From 1978 through 2001 the Trans Pecos mule deer population has fluctuated from lows of fewer than 100,000 to a high of 221,220. Fluctuations in mule deer populations are normal but to manage mule deer well, we must understand the factors causing the fluctuations.
Mule deer populations are calculated by Texas Parks and Wildlife biologists through 945 miles of aerial transects and 393 miles of spotlight surveys.
Factors affecting mule deer populations
Drought, habitat degradation, reproduction, water distribution, and predator density are factors affecting mule deer numbers. When attempting to increase mule deer numbers concentrating on one factor and ignoring the others will generate few results
Wet years such as 1984, 1985 and 1986 produced good numbers of deer and surveys show an all time high number of deer in the Trans Pecos in 1986 of 221,952. The all time low of 99,790 in 2000 was preceded by seven years of drought.
Little grass is produced in droughty periods. This lack of grass production means less ground cover to provide mule deer does crucial hiding places for their fawns. Lack of fawning cover (grasses such as little bluestem, silver bluestem, side oats and other gramas) causes the fawns to be more visible and therefore more susceptible to predation.
Forbs are dependent upon soil moisture and are nearly non-existent during a drought. Since forbs are the most highly preferred and nutritious part of a deer’s diet, lack of forb production means lower deer herd nutrition.
Drought may be the stimulus of habitat degradation, poor reproduction, and poor water distribution but mismanagement of the range is amplified during droughty periods.
Droughty episodes not only provide less plant production, making fewer preferred plant species available to deer, but plants that do grow tend to be of poor forage quality. During these times mule deer are surviving on a less than desirable nutritional plane.
Poor quality forage affects herd health. Poor reproduction over the past nine years has lead to a decrease in the mule deer population. To conceive and successfully raise fawns does need good nutrition year-round. They need to be in good shape prior to breeding to facilitate conception, they must have good nutrition throughout gestation to give birth to good birth weight fawns, and have good nutrition throughout lactation to raise healthy fawns
Poor quality forage not only leads to lack of recruitment into the population but also loss of adult animals in the herd. Low quality forage leads to nutritional stress and reduces a deer’s ability to ward off parasites and disease. An unhealthy animal is more susceptible to predation.
Drought is not the only cause of habitat degradation. Mismanagement of the range, overgrazing and subsequent brush encroachment, is another cause and is amplified during a drought.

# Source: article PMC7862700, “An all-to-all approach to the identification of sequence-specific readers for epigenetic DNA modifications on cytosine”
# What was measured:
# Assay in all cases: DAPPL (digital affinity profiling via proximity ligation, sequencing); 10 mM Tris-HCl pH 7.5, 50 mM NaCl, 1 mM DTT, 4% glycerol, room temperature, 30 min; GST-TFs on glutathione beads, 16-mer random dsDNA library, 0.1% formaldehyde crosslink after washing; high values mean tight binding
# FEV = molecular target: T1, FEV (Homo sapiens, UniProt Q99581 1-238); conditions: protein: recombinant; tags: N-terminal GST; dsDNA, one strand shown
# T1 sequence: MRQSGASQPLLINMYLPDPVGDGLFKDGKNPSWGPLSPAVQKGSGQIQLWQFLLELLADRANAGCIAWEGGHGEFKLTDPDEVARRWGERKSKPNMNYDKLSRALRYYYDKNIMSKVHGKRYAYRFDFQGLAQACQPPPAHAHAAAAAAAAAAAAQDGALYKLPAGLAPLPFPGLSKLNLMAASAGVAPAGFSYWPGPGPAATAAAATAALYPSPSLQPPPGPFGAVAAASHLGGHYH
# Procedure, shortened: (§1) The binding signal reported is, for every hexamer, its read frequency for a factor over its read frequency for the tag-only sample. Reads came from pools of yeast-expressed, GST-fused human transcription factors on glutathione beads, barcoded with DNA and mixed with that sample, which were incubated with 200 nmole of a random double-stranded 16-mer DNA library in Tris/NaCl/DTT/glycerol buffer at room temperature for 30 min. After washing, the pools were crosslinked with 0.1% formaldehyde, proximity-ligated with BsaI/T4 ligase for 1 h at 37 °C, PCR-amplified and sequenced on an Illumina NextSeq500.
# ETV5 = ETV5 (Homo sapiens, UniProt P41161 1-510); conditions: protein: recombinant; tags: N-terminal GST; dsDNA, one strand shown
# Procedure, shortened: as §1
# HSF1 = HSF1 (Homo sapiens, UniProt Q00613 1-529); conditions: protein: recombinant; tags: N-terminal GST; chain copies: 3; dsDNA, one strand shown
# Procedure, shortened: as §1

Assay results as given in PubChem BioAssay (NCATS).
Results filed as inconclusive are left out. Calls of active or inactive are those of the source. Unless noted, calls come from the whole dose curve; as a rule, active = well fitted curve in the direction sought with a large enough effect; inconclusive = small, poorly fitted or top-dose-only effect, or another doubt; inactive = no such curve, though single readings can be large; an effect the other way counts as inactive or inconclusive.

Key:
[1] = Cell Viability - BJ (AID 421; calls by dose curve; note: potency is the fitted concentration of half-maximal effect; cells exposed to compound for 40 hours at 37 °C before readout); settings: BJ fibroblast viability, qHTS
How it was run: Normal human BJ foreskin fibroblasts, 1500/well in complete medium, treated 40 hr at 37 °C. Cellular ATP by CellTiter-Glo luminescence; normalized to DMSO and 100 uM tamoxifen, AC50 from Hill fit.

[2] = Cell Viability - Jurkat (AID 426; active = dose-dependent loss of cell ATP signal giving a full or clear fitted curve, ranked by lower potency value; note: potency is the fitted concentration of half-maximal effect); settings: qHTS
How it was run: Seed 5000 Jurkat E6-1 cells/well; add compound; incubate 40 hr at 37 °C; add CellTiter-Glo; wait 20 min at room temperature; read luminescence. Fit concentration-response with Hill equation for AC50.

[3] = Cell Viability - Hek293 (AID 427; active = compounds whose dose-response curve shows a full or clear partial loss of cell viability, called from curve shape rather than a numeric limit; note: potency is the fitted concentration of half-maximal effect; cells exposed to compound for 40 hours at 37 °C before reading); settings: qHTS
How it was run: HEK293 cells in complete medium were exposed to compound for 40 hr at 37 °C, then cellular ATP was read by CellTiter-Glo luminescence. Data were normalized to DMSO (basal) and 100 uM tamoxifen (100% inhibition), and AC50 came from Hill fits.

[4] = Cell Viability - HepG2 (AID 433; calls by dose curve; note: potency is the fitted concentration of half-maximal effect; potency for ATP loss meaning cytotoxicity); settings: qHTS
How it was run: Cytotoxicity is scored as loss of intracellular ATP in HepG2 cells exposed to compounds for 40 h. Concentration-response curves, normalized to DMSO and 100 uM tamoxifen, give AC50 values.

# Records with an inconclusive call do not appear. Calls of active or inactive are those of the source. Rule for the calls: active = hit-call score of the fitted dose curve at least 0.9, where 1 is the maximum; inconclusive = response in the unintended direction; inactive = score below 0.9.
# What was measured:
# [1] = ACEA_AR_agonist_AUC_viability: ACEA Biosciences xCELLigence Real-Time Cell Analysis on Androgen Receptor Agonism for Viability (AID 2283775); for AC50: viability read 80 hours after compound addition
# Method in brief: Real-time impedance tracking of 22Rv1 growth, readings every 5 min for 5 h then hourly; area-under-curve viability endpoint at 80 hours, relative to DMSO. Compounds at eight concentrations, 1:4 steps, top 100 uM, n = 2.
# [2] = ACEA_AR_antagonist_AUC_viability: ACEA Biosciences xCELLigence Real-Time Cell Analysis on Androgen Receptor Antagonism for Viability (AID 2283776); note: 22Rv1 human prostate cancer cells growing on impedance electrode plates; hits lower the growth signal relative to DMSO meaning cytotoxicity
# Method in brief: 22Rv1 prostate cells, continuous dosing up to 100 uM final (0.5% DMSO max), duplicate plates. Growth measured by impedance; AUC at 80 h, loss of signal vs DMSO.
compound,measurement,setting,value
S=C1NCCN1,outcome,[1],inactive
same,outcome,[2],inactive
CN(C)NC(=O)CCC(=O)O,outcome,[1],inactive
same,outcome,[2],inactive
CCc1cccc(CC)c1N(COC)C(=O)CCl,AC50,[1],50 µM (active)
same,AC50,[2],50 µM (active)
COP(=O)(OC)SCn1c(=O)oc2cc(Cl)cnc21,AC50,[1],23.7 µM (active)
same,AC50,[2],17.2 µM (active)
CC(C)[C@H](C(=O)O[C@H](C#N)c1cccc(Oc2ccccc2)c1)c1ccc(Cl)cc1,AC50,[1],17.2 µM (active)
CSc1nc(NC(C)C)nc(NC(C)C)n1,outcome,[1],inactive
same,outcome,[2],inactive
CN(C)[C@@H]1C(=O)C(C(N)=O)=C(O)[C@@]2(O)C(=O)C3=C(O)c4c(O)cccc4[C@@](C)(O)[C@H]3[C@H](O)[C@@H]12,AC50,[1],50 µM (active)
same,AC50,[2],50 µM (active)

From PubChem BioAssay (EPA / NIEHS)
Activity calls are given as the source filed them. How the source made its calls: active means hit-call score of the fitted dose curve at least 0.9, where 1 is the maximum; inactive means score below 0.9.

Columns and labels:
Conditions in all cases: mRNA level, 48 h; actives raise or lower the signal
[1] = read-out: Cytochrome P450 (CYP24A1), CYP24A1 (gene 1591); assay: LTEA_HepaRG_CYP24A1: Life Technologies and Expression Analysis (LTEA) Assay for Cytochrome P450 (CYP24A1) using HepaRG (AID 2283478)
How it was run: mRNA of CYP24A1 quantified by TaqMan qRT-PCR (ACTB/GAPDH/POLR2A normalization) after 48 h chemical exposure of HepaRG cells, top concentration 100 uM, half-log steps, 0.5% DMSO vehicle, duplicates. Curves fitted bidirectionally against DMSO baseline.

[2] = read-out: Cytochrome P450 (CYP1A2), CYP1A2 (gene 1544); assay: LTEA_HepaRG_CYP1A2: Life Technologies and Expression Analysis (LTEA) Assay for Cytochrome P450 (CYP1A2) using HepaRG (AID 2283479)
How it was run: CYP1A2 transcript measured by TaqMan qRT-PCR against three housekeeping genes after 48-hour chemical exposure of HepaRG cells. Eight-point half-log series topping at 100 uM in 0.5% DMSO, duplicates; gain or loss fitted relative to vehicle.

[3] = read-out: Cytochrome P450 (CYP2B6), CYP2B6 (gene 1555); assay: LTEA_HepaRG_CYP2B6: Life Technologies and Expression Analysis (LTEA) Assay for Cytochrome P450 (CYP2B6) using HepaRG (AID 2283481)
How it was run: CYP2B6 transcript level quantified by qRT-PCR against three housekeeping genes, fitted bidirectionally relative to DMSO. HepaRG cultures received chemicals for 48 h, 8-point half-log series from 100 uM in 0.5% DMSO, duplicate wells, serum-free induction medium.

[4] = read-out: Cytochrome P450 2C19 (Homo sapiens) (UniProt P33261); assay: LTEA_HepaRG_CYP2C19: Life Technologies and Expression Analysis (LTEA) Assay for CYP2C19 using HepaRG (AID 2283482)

Over utilization of the range has contributed to brush encroachment over an alarmingly large portion of the Trans Pecos. Desert mule deer (Odocoileus hemionus crooki) have evolved to survive in prolonged dry spells; however, this deer species, unlike white-tailed deer (Odocoileus virginianus), prefers more open rangeland. Brush encroachment makes mule deer more susceptible to predators as they depend upon their eyesight and their ability to quickly move away from danger.
Common sense dictates that without recruitment the population will dwindle. The past ten years have seen few years with a 60% fawn survival and more years with 40% or less. This too has confounding factors. It can be difficult to determine if poor nutrition or poor fawning cover has led to low fawn survival.
The Trans Pecos is known for being cow/calf country. Figures from the United States National Agriculture Statistic Service show West Texas ranchers in a cow/calf operation to have steadily de-stocked from 1978 through 1986, increasing cattle numbers again after the drought broke and again de-stocking over time to the present. This mirrors the fluctuation of mule deer numbers in West Texas and draws attention to the natural de-stocking of mule deer on the range.
Lack of grass production to support livestock grazing has led to poor water distribution across mule deer range. Not only does the lack of infiltration and therefore ground water availability in springs and seeps affect water availability to deer and other wildlife but as cattle are removed from pastures water troughs and windmills are often not maintained and an integral part of mule deer habitat, water, is missing. Remember the importance of water to wildlife and maintain water availability.
Prior to the succession of cow/calf operations in the Trans Pecos sheep were the main livestock class. At that time predator control was intensively performed on a large scale. The change of livestock class to primarily cow/calf operations has led to less predator control being carried out on a large-scale basis and that, which is being done, being done at a more local level. This had led to higher coyote and mountain lion numbers in most of the Trans Pecos.
Predator control at the Black Gap Wildlife Management Area increased fawn survival and numbers of adult mule deer bucks in the herd. Other research indicates that low mule deer populations can be kept low or suppressed by high predator populations.
Cantu, R., and C. Richardson. 1997. Mule deer management in Texas. Texas Parks and Wildlife Department, PWD BK W7100-303. Austin, Tex. 22pp.
Lawrence, R.K., R. A. Relyea, S. Demarais, and R.S. Lutz. 1994. Population dynamics and habitat preferences of desert mule deer in the Trans-Pecos. Fed. Aid Proj. Texas W-127-R/Job 94 Final Report., Austin, Tex.
Pittman, M. T., and T. L. Bone. 1987. Mule deer reproduction. Texas Parks and Wildlife Department, Fed. Aid Proj. Texas W-109-R-10/Job 51 Final Report, Austin, Tex. 13pp